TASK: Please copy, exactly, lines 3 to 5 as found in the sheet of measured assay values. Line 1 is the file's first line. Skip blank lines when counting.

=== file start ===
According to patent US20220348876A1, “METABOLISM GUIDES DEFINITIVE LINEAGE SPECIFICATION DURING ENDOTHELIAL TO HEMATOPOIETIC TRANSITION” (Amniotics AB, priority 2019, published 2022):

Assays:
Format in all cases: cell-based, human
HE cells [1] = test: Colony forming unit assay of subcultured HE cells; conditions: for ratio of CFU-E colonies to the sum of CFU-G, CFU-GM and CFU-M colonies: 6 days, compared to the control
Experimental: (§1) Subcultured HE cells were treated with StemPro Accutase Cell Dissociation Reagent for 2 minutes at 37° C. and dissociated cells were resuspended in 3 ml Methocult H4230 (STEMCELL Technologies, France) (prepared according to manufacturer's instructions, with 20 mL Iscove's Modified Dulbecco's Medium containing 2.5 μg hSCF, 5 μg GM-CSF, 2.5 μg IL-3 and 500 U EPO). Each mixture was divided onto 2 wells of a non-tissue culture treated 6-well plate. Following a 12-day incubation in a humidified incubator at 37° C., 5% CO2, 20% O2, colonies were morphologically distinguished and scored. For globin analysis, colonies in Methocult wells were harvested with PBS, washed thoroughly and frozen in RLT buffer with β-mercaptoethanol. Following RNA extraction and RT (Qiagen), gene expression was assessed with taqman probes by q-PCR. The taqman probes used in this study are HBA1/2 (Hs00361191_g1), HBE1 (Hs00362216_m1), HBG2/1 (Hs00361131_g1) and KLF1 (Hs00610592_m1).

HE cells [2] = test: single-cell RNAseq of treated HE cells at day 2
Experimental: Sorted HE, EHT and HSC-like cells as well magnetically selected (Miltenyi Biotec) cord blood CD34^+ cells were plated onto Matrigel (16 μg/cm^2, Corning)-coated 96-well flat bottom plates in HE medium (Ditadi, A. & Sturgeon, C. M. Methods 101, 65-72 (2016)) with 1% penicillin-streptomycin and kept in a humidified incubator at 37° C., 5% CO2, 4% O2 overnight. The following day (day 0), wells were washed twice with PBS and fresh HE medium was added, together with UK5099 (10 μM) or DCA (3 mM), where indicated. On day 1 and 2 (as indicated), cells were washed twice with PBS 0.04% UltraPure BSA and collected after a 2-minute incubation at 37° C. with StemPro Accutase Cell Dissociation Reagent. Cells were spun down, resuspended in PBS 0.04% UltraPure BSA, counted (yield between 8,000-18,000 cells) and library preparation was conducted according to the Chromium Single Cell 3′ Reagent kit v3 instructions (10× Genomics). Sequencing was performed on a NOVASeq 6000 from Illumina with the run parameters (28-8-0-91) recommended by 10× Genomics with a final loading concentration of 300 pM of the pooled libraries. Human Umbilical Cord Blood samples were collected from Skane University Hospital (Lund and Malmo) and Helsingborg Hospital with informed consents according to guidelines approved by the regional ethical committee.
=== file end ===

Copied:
Format in all cases: cell-based, human
HE cells [1] = test: Colony forming unit assay of subcultured HE cells; conditions: for ratio of CFU-E colonies to the sum of CFU-G, CFU-GM and CFU-M colonies: 6 days, compared to the control
Experimental: (§1) Subcultured HE cells were treated with StemPro Accutase Cell Dissociation Reagent for 2 minutes at 37° C. and dissociated cells were resuspended in 3 ml Methocult H4230 (STEMCELL Technologies, France) (prepared according to manufacturer's instructions, with 20 mL Iscove's Modified Dulbecco's Medium containing 2.5 μg hSCF, 5 μg GM-CSF, 2.5 μg IL-3 and 500 U EPO). Each mixture was divided onto 2 wells of a non-tissue culture treated 6-well plate. Following a 12-day incubation in a humidified incubator at 37° C., 5% CO2, 20% O2, colonies were morphologically distinguished and scored. For globin analysis, colonies in Methocult wells were harvested with PBS, washed thoroughly and frozen in RLT buffer with β-mercaptoethanol. Following RNA extraction and RT (Qiagen), gene expression was assessed with taqman probes by q-PCR. The taqman probes used in this study are HBA1/2 (Hs00361191_g1), HBE1 (Hs00362216_m1), HBG2/1 (Hs00361131_g1) and KLF1 (Hs00610592_m1).